In ancient times, being left-handed was thought to be a sign of being possessed by the devil. Some people were put to death for it.
‘Oh, how times they have a changed!’
Today, lefties often have an advantage over their more numerically superior right-handed counterparts. In sports, lefties can use their handedness to set themselves apart, make themselves confusing to opponents, and forge long careers as specialists.
Many of the most successful athletes in history were left-handed. Babe Ruth, certainly the most famous American athlete, was a lefty. Here are five left-handers who are famous in Detroit sports lore, not just for their favored hands, but also their success and popularity.
Before the Babe, and before Detroit was known as the Motor City, Ty Cobb was baseball’s greatest ballplayer and an icon in Detroit. Cobb threw right-handed but batted left-handed. He was never known for his arms though – his legs were his most powerful limbs – performing daring baserunning feats in the era of the deadball. From the left side of the plate, Cobb hit .367 for his career, far and away the highest mark in baseball history. Cobb loved golf, though he was never a great player on the links, and he used his left-handed clubs in his famous matches against Ruth during the 1930s.
Though it was brief, Newhouser’s greatness surpasses all other pitchers in Tigers history, at least so far. He won two MVP Awards and topped the 20-victory mark four times in a five-year stretch from 1944-1948. Born in Detroit, “Prince Hal” was famous for his overhand curveball, which was especially difficult for left-handers to hit. Among lefties (since 1900), only Lefty Grove ever eclipsed Newhouser’s 29 wins in a season.
As long as he was in a Red Wings sweater, Sawchuk played brilliantly and stayed away from trouble. But when he got off the ice or went elsewhere to play for other hockey clubs, he found pain and ultimately death. The left-handed Canadian was in net for the Wings before his 20th birthday, and he won the NHL”s Rookie of the Year award after flashing brilliant reflexes in the goal. He helped lead the Wings to four Stanley Cup titles, and put up an almost impossible-to-believe total of 115 shutouts. In 1970, Sawchuck was with the New York Rangers when he got into a playful scuffle with his roommate, suffering internal injuries. After scores of injuries, many serious, over the course of his 21-year NHL career, and battles with depression, Sawchuk died days later. He was only 40 years old.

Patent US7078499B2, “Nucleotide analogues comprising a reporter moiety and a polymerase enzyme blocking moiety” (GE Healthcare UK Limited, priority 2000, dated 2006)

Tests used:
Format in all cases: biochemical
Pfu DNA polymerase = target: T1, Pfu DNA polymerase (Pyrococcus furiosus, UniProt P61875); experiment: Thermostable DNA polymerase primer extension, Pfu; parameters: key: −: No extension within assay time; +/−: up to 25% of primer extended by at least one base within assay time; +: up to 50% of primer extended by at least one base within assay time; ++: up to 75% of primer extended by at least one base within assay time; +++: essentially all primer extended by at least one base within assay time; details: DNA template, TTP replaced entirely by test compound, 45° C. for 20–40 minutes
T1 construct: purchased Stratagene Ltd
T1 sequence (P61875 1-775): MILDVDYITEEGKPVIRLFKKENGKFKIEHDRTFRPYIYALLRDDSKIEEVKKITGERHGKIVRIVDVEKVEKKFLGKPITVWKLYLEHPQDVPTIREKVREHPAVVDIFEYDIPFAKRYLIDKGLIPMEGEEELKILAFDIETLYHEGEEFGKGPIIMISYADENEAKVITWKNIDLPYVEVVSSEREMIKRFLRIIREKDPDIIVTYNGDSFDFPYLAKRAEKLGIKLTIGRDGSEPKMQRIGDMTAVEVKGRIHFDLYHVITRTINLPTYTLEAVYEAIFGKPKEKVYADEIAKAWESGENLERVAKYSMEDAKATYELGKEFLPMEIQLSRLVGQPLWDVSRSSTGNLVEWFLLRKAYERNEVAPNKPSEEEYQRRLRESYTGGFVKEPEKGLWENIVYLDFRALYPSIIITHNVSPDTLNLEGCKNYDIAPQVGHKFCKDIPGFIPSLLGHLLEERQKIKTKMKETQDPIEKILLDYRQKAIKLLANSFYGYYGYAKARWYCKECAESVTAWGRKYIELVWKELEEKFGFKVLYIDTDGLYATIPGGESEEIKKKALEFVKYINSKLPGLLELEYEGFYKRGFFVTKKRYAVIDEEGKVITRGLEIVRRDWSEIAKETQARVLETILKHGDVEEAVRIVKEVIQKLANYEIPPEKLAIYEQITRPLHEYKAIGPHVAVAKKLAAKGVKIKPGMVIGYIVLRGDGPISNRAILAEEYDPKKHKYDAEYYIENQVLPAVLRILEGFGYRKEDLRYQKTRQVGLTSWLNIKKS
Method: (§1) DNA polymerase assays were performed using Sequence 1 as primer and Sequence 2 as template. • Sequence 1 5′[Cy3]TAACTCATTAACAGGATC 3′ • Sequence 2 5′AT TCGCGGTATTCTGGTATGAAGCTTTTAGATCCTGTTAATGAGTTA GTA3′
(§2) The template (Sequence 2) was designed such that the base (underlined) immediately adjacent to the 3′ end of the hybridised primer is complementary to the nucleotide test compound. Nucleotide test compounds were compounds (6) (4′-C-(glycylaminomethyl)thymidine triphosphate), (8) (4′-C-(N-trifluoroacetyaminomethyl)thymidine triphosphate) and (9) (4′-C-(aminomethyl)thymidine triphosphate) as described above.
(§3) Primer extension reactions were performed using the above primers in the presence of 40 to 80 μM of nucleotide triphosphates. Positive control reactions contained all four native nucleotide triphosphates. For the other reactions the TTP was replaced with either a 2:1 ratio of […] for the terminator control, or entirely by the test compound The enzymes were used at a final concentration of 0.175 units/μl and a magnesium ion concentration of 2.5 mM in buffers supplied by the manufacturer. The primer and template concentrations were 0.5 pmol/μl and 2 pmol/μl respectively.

Through a fluke accident when he was just a toddler, Lolich became a left-hander. Little Mickey tipped over a relative’s motorcycle and hurt his left arm as a result. when it came out of the cast he was forced to use it to strengthen it, and he soon became a lefty. And what a great lefty he was. Growing up in Oregon, where there wasn’t a major league club to root for, Lolich idolized the Yankees and Whitey Ford. By the time he was in his 20s, Lolich was facing Ford in the big leagues. With a sharp 90-93 MPH fastball that he could buzz past the batter’s knees, Mickey was an excellent hurler for the Tigers. Of course, in the ’68 World Series, the southpaw won three games, including Game Seven on two days rest, to cement his place in Detroit lore.
In the 1970 NBA Draft, just as Sawchuk was checking out and Lolich was illuminating his star for the Tigers, Lanier was selected as the overall #1 by the Detroit Pistons. With that selection, the Pistons turned around the fortunes of the franchise, laying the groundwork for later glory. Though the left-handed Lanier never won a title with Detroit, he spent parts of ten seasons in Motown, making his signature moves in and around the basket and establishing himself as one of the NBA’s best (and most physical) big men. He brought respectability to the Pistons, and helped by his patented left-handed hook shoot from eight foot range, he amassed a 22.4 career PPG average in Detroit. Though his left hand puts Lanier on this list, he was also famous for his feet – size 22 – that were some of the biggest in sports history.